Molecular Covid Test
Molecular COVID-19 tests are designed to detect an active infection with SARS-CoV-2, the coronavirus that causes COVID-19. The most well-known molecular test uses a laboratory method known as reverse transcription polymerase chain reaction (RT-PCR) that is often called PCR. PCR and molecular tests work by looking for the virus’s genetic material in your test sample, which is usually taken by swabbing your nose or throat. Molecular tests analyzed by a laboratory are generally considered to be the most accurate method of diagnosing COVID-19. A molecular test is used for diagnosis when a person has signs or symptoms of COVID-19. It is used for screening in people who are asymptomatic but who may have had exposure to the virus, such as through close contact with an infected person. Molecular tests are designed to detect the presence of SARS-CoV-2 by measuring very small amounts of the virus’s genetic material.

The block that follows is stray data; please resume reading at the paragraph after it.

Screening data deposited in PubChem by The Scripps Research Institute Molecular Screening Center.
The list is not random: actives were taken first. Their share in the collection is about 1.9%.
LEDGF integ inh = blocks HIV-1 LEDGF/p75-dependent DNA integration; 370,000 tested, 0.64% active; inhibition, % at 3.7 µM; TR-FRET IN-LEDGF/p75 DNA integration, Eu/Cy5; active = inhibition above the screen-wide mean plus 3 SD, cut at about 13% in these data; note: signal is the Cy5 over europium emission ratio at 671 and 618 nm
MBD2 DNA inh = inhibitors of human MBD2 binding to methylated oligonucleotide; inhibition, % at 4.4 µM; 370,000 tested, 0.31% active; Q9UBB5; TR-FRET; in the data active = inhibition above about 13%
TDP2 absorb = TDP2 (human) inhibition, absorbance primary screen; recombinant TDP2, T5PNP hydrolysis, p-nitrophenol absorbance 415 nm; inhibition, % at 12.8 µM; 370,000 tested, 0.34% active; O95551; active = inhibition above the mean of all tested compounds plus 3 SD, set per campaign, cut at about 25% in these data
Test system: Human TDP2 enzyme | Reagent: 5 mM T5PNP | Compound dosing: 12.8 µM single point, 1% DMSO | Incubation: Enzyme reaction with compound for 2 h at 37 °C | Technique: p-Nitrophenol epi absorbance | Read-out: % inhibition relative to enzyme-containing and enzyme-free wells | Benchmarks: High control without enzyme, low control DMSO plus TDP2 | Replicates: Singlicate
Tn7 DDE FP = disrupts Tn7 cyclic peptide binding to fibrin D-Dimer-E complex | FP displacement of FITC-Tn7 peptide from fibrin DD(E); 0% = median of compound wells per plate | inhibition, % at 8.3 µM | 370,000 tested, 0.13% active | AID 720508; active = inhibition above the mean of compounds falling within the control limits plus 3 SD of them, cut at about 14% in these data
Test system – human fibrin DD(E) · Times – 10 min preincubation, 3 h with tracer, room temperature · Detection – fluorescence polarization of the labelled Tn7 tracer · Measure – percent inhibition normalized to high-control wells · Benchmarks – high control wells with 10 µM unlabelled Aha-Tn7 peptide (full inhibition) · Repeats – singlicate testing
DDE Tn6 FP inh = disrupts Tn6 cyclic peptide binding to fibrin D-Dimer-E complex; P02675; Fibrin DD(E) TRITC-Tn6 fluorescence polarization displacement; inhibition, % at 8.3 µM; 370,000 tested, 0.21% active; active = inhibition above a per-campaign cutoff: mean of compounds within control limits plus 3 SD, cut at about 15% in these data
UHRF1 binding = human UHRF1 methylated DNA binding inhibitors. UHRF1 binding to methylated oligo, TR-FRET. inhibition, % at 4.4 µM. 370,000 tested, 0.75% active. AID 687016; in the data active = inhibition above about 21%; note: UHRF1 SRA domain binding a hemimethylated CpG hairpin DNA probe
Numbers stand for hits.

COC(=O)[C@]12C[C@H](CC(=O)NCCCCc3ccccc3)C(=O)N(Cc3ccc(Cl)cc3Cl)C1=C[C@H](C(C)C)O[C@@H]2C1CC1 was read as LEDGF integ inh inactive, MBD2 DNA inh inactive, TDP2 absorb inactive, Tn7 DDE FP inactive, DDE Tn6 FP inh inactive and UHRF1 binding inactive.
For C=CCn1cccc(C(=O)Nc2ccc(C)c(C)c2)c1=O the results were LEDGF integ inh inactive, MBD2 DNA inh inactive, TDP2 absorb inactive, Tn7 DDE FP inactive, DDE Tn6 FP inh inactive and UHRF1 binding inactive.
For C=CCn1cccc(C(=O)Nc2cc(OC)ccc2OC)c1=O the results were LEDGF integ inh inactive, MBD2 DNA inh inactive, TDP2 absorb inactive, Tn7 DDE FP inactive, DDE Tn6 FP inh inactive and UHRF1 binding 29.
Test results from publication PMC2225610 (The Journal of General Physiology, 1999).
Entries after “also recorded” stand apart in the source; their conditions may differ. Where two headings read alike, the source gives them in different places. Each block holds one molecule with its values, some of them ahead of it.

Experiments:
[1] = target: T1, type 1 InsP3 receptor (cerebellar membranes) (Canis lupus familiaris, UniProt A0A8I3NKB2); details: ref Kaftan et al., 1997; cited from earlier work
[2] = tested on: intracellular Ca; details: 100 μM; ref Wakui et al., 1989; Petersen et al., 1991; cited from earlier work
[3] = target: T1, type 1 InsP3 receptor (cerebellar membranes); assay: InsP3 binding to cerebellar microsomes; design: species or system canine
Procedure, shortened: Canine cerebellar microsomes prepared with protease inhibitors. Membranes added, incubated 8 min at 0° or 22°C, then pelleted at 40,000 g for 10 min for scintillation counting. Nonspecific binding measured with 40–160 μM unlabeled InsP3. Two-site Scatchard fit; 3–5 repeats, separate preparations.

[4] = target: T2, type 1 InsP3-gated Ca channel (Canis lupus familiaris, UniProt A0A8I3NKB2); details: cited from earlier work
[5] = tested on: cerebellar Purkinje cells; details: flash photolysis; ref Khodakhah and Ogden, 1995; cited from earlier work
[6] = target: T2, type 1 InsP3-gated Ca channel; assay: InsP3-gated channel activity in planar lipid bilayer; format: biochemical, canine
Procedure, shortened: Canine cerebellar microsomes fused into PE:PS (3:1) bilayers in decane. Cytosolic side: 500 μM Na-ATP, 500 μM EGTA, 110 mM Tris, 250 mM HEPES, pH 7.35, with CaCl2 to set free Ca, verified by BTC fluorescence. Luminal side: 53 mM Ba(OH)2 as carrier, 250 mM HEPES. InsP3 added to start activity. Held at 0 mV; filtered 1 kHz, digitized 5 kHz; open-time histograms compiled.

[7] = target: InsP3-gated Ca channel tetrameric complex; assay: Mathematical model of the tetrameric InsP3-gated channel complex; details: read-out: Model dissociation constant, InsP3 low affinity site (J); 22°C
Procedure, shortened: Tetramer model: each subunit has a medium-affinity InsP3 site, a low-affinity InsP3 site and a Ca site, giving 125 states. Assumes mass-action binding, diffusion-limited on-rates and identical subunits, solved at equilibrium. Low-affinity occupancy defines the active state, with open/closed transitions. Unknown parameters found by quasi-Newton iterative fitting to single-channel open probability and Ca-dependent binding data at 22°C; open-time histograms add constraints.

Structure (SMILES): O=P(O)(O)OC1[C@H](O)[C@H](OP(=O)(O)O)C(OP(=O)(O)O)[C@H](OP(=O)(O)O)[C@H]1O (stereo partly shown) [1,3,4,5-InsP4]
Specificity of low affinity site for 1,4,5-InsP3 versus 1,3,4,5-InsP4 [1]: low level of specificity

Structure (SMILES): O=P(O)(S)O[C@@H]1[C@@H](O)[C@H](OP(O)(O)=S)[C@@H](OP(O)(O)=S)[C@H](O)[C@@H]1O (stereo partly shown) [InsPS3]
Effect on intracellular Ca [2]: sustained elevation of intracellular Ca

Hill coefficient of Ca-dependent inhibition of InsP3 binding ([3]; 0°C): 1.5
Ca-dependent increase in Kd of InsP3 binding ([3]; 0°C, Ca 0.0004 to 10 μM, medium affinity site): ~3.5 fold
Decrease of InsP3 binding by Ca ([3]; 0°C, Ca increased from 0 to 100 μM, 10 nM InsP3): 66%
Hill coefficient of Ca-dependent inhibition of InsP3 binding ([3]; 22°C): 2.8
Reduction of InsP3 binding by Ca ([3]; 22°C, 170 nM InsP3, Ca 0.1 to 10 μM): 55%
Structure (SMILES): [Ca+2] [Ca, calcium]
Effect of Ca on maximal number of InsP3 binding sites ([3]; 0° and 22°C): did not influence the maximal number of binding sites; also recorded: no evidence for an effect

A molecular test can also be used for screening. If you have no symptoms, you may get a molecular test if:
- You have been in close contact with someone who has been diagnosed with COVID-19.
- You have been in situations at high risk of viral transmission, such as travel or large gatherings of people.
- You live or work in an environment like a correctional facility, nursing home, or homeless shelter where there is an elevated risk of viral spread or severe cases of COVID-19.
- You are going to have a medical procedure like a surgery or a procedure that generates tiny air particles known as aerosols.
- You are going to start taking a medication that affects your immune system.
- You are required to provide a negative test result by your employer, in order to travel, or to take part in another activity.